Is your music spiritual?

EA: [Immediately] Yes! But that aspect of the experience of the music is not something that I would ever talk about. It is not spiritual by default, but it can become spiritual music in the listener. To me, I feel that the spiritual experience is not happening when I listen to it, but rather when thinking about it after listening.

How did you become interested in different tunings?

EA: La Monte Young was my way into it. Someone played me The Well-Tuned Piano. The concept of working with tuning and intonation was not so foreign to me because I had been singing a lot of Swedish choir music and playing a lot of jazz, so it felt natural. In choir music the intonation aspect is often not explicit but it is happening naturally.

But you know how it is when you discover something new: I was getting closer to it on my own somehow. Then suddenly you hear the music that you have been dreaming of hearing and moving towards.

For you, what is important about the music of La Monte Young?

EA: It has such clarity and intense feeling to it. When you get into tuning there are a lot of concepts and theories that you can get excited about and easily get lost in. You get absorbed in theories and ideas and you forget all about the experience, the sound, the music. La Monte is such a great musician. There is a deep complexity in many of his sounds, it feels like you can almost touch the textures. But then there is also this soul; it’s so extremely soulful, and in that way really simple.

What was it like studying with La Monte Young and Marian Zazeela?

EA: One of the most important lessons was learning how they live. They are so extremely devoted to the music and the art that they are making, to an extent that you can’t really imagine. That was crucial to me. I remember the intense feeling of that experience still. I couldn’t imagine it until I experienced it with them. It is a radical thing that they are doing and it is important to remember that they are trying to do the impossible.    For someone to say "I will teach you" and to invite you into that very sensitive personal space, it is such a precious gift to be given by someone. The intensity of that experience stays with me.

Returning to tunings, the composer Lou Harrison, normally one of the most gentle Californian of souls, said ”Equal Temperament destroys everything and is not fit for the human ear”...

EA: [Laughs] I don’t know about that! Of course, equal temperament has a sound. It is not very appealing to me either, especially if you are searching for the in-tune-ness of sound. Then you will be disappointed, because it doesn’t exist in equal temperament. But I actually wrote a piano piece last Fall. I wasn’t planning on writing it. We got a piano, the piano I grew up with, which I played when I was little. I was sitting there playing it again and found really interesting harmonies, certain textural qualities of certain clusters and intervals that resembled the complexity of the very in-tune-sounds that I have been listening to a lot. Eventually I was like” Oh! Is this a piano piece?” There is something very poetic about the sound of a piano because it is striving for something and it never happens. So I wouldn’t express myself as strongly as Lou Harrison.   My particular interest right now is the texture of the in-tune-sounds. That is what I am most excited about. I don’t know whether that is something to be excited about if you are new to these types of sound or if you like to identify the notes and analyse the chords. But, for me, especially with the new record, it is the textures.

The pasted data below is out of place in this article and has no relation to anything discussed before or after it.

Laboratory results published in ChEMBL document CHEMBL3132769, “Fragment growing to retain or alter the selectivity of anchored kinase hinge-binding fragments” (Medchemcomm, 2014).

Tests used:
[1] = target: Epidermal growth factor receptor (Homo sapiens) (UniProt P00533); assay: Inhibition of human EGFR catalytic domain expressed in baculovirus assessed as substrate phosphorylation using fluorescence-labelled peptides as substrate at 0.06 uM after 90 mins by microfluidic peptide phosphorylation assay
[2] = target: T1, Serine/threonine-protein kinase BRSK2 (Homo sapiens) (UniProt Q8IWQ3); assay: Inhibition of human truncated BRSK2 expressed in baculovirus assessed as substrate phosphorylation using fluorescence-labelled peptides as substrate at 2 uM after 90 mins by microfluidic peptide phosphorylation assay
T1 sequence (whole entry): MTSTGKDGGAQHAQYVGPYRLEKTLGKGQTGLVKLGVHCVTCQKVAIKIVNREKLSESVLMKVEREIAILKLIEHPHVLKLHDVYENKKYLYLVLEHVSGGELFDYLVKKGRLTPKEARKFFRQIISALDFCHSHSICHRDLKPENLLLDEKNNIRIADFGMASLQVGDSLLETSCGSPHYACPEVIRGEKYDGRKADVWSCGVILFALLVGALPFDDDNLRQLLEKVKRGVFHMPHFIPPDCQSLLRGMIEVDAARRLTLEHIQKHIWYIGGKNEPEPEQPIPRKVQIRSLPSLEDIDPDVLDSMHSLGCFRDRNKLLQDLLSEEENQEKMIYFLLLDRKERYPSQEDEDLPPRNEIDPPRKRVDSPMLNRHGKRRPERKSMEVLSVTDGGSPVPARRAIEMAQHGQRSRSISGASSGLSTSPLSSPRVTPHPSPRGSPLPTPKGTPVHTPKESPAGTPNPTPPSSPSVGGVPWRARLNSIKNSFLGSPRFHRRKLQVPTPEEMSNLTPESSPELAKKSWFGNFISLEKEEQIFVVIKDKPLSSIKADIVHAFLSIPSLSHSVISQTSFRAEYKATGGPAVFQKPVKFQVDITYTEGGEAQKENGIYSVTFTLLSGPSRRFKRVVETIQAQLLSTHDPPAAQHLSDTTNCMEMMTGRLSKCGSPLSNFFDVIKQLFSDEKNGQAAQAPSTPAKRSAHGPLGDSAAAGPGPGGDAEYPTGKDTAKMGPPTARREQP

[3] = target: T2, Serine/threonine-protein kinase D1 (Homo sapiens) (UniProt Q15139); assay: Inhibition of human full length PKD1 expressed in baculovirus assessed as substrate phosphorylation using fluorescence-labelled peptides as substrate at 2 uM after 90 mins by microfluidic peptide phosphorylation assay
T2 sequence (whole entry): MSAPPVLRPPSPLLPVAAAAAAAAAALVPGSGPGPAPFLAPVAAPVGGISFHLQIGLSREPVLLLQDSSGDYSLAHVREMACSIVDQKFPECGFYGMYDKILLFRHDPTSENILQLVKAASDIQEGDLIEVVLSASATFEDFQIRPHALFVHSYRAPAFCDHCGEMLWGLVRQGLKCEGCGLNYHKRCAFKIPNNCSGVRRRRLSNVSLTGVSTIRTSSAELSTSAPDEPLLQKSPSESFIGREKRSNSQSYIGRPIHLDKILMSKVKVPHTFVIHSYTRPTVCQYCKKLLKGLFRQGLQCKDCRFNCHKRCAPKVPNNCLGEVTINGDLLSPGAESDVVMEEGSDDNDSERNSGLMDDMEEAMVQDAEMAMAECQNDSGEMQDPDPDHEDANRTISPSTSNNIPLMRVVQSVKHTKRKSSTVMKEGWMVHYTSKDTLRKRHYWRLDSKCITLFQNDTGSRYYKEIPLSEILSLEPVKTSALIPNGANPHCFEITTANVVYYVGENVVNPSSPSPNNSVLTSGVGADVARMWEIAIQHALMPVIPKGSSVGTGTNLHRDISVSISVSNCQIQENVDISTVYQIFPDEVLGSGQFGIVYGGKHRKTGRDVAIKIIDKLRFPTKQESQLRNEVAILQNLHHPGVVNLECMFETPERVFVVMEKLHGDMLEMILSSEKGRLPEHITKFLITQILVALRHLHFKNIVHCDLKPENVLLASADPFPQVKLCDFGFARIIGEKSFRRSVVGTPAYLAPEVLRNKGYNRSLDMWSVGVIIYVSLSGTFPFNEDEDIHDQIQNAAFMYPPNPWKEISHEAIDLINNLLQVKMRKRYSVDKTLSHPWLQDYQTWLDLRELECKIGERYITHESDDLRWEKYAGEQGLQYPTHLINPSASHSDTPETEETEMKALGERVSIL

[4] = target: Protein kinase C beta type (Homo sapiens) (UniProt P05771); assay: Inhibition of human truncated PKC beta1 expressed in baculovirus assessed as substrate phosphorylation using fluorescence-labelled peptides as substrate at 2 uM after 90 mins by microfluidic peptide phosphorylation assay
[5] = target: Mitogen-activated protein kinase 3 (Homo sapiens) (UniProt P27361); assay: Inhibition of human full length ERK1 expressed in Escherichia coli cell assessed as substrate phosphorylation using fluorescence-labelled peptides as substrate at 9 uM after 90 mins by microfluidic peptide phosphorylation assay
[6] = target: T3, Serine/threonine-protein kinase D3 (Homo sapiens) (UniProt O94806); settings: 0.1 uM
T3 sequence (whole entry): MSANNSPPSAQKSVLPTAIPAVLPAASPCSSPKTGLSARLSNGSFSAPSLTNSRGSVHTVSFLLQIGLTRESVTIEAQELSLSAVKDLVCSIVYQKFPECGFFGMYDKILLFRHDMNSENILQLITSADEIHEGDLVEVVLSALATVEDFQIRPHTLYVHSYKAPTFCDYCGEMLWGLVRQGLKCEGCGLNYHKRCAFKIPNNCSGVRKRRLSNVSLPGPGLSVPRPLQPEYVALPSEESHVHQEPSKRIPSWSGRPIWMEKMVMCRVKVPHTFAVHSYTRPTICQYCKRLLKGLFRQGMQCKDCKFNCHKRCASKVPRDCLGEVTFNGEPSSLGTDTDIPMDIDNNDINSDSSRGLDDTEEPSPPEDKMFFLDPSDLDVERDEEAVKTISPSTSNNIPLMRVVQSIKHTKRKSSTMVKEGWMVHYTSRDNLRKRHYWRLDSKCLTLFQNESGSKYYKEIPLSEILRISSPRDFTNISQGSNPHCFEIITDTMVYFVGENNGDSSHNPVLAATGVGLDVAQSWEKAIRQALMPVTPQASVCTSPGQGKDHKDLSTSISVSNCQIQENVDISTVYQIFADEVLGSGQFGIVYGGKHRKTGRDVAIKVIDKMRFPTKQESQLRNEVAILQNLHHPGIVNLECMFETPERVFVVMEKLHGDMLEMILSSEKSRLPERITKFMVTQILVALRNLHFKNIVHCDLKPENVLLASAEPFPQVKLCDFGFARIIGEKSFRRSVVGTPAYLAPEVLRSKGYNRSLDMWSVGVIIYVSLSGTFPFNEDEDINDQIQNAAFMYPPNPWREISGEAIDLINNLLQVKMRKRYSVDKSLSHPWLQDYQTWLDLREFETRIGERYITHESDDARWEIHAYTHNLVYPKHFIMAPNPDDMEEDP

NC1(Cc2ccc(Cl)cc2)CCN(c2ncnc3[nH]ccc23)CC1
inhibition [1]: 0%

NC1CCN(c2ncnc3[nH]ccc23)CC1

Why the organ?

EA: It has a fascinating sound. I wrote a couple of piece for electric guitar, tuning the strings, processing the sound of it and I found myself wanting to make the guitar sound like an organ until the point where I realised that, maybe, it would be an idea to work write for organ. Since I was interested in tunings, I wanted to work with the meantone organ in Gamla Stan in Stockholm. As I was playing the instrument I understood that this is a whole world of instruments that I needed to explore further. It’s such an interesting object, such a complex instrument, that has taken people so many many years to build. Every instrument is different and is built for a specific space, and you have to travel there to hear it. Somehow it made so much more sense than bringing your laptop and plugging it into two speakers.

A lot of your music, particularly the piece on the album seem meticulously structured. 

EA: I don’t know much about composition but I feel confident when I work with form. [Laughs] To me, structure is everything. With ‘For Organ And Brass’ I didn’t have to think too much about it, I felt as if I knew the music and just had to write it down. But with other pieces I spend a lot of time listening to it and feeling it. Should it switch here? Should there be two more repetitions? I'm not very sure but it is very important that a chord change is happening when it’s time for it, not before, not after.

Ellen Arkbro is part of the Tusk Festival line up, held in Gateshead 11 - 13 October